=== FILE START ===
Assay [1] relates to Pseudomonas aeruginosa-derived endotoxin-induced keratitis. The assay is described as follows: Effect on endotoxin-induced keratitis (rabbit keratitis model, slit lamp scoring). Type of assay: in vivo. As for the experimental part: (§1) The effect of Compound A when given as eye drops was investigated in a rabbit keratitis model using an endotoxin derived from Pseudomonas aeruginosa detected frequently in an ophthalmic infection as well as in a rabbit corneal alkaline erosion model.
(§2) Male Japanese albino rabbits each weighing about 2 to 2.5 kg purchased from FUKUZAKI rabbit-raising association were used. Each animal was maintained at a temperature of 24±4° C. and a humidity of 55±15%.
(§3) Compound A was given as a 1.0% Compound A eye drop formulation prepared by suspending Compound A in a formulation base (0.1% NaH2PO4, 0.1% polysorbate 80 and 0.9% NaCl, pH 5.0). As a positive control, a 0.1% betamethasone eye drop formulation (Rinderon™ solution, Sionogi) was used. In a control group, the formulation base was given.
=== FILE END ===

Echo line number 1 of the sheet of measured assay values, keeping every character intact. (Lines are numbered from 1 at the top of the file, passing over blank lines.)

Assay [1] relates to Pseudomonas aeruginosa-derived endotoxin-induced keratitis. The assay is described as follows: Effect on endotoxin-induced keratitis (rabbit keratitis model, slit lamp scoring). Type of assay: in vivo. As for the experimental part: (§1) The effect of Compound A when given as eye drops was investigated in a rabbit keratitis model using an endotoxin derived from Pseudomonas aeruginosa detected frequently in an ophthalmic infection as well as in a rabbit corneal alkaline erosion model.